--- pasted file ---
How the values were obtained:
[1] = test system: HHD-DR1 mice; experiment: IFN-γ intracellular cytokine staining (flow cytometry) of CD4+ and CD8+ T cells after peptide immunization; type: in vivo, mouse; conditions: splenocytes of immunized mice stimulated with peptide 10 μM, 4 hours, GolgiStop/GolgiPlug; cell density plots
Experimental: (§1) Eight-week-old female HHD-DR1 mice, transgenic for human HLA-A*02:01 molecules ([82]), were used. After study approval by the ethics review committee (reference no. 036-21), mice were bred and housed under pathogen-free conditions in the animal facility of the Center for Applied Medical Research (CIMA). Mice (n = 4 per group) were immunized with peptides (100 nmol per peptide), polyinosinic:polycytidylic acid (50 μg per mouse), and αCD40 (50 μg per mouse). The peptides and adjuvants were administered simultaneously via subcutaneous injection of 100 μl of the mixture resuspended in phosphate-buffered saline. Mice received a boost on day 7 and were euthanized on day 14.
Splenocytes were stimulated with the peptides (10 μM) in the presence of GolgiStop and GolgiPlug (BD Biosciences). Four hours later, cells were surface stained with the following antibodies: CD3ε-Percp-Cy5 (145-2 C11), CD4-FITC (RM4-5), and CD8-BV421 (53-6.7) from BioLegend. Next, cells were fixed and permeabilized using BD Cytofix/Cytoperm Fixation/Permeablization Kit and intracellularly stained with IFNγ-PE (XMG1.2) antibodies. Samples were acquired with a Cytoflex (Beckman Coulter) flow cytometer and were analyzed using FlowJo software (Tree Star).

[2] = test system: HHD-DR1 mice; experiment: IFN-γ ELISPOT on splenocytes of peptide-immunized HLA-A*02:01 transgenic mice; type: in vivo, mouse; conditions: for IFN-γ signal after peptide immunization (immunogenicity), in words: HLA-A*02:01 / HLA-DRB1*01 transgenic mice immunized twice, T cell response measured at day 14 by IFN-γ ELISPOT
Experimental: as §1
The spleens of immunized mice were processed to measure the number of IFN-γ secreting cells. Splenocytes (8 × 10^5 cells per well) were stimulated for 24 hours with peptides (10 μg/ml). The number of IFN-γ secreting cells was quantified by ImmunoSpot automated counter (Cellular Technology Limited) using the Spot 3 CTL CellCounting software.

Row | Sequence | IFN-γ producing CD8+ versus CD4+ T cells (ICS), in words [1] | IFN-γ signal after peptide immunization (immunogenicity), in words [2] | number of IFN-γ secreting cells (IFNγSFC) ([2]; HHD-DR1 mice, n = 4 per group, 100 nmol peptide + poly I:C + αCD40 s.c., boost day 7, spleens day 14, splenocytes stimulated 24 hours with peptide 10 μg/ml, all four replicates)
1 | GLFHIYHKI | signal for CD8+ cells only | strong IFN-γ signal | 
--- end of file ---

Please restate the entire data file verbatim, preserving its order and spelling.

How the values were obtained:
[1] = test system: HHD-DR1 mice; experiment: IFN-γ intracellular cytokine staining (flow cytometry) of CD4+ and CD8+ T cells after peptide immunization; type: in vivo, mouse; conditions: splenocytes of immunized mice stimulated with peptide 10 μM, 4 hours, GolgiStop/GolgiPlug; cell density plots
Experimental: (§1) Eight-week-old female HHD-DR1 mice, transgenic for human HLA-A*02:01 molecules ([82]), were used. After study approval by the ethics review committee (reference no. 036-21), mice were bred and housed under pathogen-free conditions in the animal facility of the Center for Applied Medical Research (CIMA). Mice (n = 4 per group) were immunized with peptides (100 nmol per peptide), polyinosinic:polycytidylic acid (50 μg per mouse), and αCD40 (50 μg per mouse). The peptides and adjuvants were administered simultaneously via subcutaneous injection of 100 μl of the mixture resuspended in phosphate-buffered saline. Mice received a boost on day 7 and were euthanized on day 14.
Splenocytes were stimulated with the peptides (10 μM) in the presence of GolgiStop and GolgiPlug (BD Biosciences). Four hours later, cells were surface stained with the following antibodies: CD3ε-Percp-Cy5 (145-2 C11), CD4-FITC (RM4-5), and CD8-BV421 (53-6.7) from BioLegend. Next, cells were fixed and permeabilized using BD Cytofix/Cytoperm Fixation/Permeablization Kit and intracellularly stained with IFNγ-PE (XMG1.2) antibodies. Samples were acquired with a Cytoflex (Beckman Coulter) flow cytometer and were analyzed using FlowJo software (Tree Star).

[2] = test system: HHD-DR1 mice; experiment: IFN-γ ELISPOT on splenocytes of peptide-immunized HLA-A*02:01 transgenic mice; type: in vivo, mouse; conditions: for IFN-γ signal after peptide immunization (immunogenicity), in words: HLA-A*02:01 / HLA-DRB1*01 transgenic mice immunized twice, T cell response measured at day 14 by IFN-γ ELISPOT
Experimental: as §1
The spleens of immunized mice were processed to measure the number of IFN-γ secreting cells. Splenocytes (8 × 10^5 cells per well) were stimulated for 24 hours with peptides (10 μg/ml). The number of IFN-γ secreting cells was quantified by ImmunoSpot automated counter (Cellular Technology Limited) using the Spot 3 CTL CellCounting software.

Row | Sequence | IFN-γ producing CD8+ versus CD4+ T cells (ICS), in words [1] | IFN-γ signal after peptide immunization (immunogenicity), in words [2] | number of IFN-γ secreting cells (IFNγSFC) ([2]; HHD-DR1 mice, n = 4 per group, 100 nmol peptide + poly I:C + αCD40 s.c., boost day 7, spleens day 14, splenocytes stimulated 24 hours with peptide 10 μg/ml, all four replicates)
1 | GLFHIYHKI | signal for CD8+ cells only | strong IFN-γ signal | 